My!r\, Poindexter was not alone rc
. pon ible for tlu> Peruvian govern
ment' dismissal of Dr. Alfredo Gon
zalez Prude, as first secretary of its
embassy here. It seems that the
Pradu lamily in Lima has not been
keeping on the right side of President
Leguia. Alfredo's father is a Peru
vian journalist ol note and the elder
Pradu has been sounding sour notes
on his editorial bazoo over Peru's
Taena-Anea treaty with Chile.
The most interesting angle of the
j incident from the Washington view
point was that it presented the spec
, tucle of an American woman pro
testing directly to the head of a for
eign government about the loss of a
servant to one of its diplomats. For
it appears that Mrs. Poindexter wrote
-t might to President Leguia when her
ervaiit. Cornelio, imported from Lima,
went into Pruda s service for higher
' wages. The Peruvian foreign office
told Fraria to return the servant and
apologize and Prada told it to go
i enaso itself. Prada is heading for
Europe, which probably is good judg
; aunt, as one of Peru's bastiles for
i political prisoners doubtless yawns for
j him at home.
"I know, but at least I know I have
it."
"H-mm. and you have to do from
14 to 18 shows a week, you know . . ."
There was a pause. Tears had
gathered in the youngster's eyes.
"Oh. I might as well tell you the
truth. They told me if I came for
rehearsal today, they'd give me an
advance on my salary," she admit
ted.
"How much?”
"Twenty-five dollars . . "
"Hmm . . . that's not much in New
York . . .”
"Not much—but it'll keep me from
being thrown out in the street. Here
it is the middle of the month and I
haven't paid my room rent. I haven't
—and I can't. And unless I get some
money, well—l’m tired of dodging
the landlady. I've been trying to get
a chorus job, and I haven't landed
1 yet—and i can't pay my bills. And
i I won't go back home without a job.
I've been down from upstate for two
months now—and my money's run
i out . .
i "You wouldn't go home—but you
would go out with a bunch of bur
lesque wigglers—"
* * *
Well, that may not seem much of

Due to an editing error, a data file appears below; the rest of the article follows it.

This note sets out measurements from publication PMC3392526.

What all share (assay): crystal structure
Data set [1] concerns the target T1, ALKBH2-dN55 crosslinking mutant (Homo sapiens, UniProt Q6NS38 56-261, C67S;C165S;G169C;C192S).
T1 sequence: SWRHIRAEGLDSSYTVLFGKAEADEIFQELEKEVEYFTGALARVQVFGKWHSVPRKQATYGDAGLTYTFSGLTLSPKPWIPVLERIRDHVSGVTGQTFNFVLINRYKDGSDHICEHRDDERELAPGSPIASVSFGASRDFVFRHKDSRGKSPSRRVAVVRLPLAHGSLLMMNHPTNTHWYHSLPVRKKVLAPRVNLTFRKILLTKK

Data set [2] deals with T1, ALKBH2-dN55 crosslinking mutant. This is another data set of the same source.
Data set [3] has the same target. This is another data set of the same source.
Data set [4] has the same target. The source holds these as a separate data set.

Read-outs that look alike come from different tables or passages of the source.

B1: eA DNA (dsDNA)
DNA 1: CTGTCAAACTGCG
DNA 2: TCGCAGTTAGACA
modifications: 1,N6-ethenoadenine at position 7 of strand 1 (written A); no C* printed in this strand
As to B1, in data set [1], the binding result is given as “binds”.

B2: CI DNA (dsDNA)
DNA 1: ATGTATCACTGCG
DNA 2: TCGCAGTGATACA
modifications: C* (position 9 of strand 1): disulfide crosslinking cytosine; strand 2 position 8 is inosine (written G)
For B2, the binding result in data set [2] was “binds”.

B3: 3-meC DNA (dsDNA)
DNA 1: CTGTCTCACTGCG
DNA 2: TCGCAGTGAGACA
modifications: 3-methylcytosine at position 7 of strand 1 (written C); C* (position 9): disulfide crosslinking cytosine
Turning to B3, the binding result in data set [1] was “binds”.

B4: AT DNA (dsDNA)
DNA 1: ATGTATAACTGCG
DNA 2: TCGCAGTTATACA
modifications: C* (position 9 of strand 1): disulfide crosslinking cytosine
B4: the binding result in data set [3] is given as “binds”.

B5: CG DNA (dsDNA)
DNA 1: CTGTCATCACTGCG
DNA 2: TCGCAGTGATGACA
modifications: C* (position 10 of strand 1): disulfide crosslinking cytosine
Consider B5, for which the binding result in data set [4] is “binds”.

a story. Carroll told me he was go
ing to hire the girl—in all probabil
ity.
The point is. there are hundreds
such m Broadway. Clean cut, trim
j ly figured girls, hitting one back
! stage after another in search of a
j job. No money in their pockets.
! Stalling the landlord and getting "boy
j friends” 1o buy their lunches—and
| desperately winding up in a cheap
wiggle dance.
And I hope that somewhere, a
| stage-struck girl reads it, and learns
| the lesson—don't come to New York
! unless you're prepared to meet the
i landlord on the first of the month.
I GILBERT SWAN.
| (Copyright, 1929. NEA Service, Inc.)
garten teacher that she needn’t ex
pect Buddy this year—then we hold
back, because under it, all we feel
vaguely that there must be a reason
and a good one for kindergartens.
Why do other children go?
’ Something more than just play.”
said one of the neighbors. We wish
we knew exactly what that "some
thing- ’ is. Then we'd be able to
think it over more intelligently.
These arc a few of the things we
need to know about kindergarten.
Kindergarten means "children's
garden.” It is a German word. Froe
bel, one of the world’s greatest hu
manitarians and educators, started
the "garden" for little children years
ago in Germany.
The games and plays in kinder
garten arc not merely time killers.
Neither are they purely for the pur
pose of amusing the children. They
are carefully and scientifically
thought out to develop every mental
process. Some games develop the
power of selection. Some develop
quick thinking. Others ingenuity, or
iginality and reason.
Co-ordination Is Aim
Co-ordination also is aimed at in
their plays. Thought, with quick
muscle reaction. Eye and car im
pressions with quick mental reaction.
Thought and ingenuity combined with
cleverness of the fingers. Co-ordina
tion again. The little things they
make are not so innocent as they
look. They all represent fundamental
processes of brain and fingers.
Then there is the character side,
the most Important of all. These lit
tle children are learning "group liv
ing." that is, being with other chil
dren. Their highest social instincts
and emotions are thus trained at a
time when they should be trained.
Children are more plastic before six
years of age than after it.
Of course not all children of four
or five can go to kindergarten. Some
are not well, perhaps the distance Is
too great, or they are still too physi
cally tender to be away from a moth
er’s care for two and one-half hours
every morning. The— tilings the par
ents themselves must decide.
The above facts, however, may help
some perplexed mothers to make a
decision.
91— FOB EACH STUDENT
\ Jamestown. N. D., Sept. 4 —James
town boys and girls reeelved school
ing the past yaar at an averago.east
each of sl——, according figures
released by the superintendent of
f sE<u>ND_pßi*E.r>i
I W UiS nKEIuWNtM. ORE- ie * LUCKY PERSON WHO -) WOTRW m- g|
m after days of careful \it mr Phillips in J'j r one SPUT bamboo box m- \
% fCkINSYAKiNG AMD B* l BAIT AND PLY CASTING I ASK YOU-/ONBOK-ONi^M
!CONCENTRATED EFFORTS-
, decided on yme winners 1 yS I '• / JSaRipP/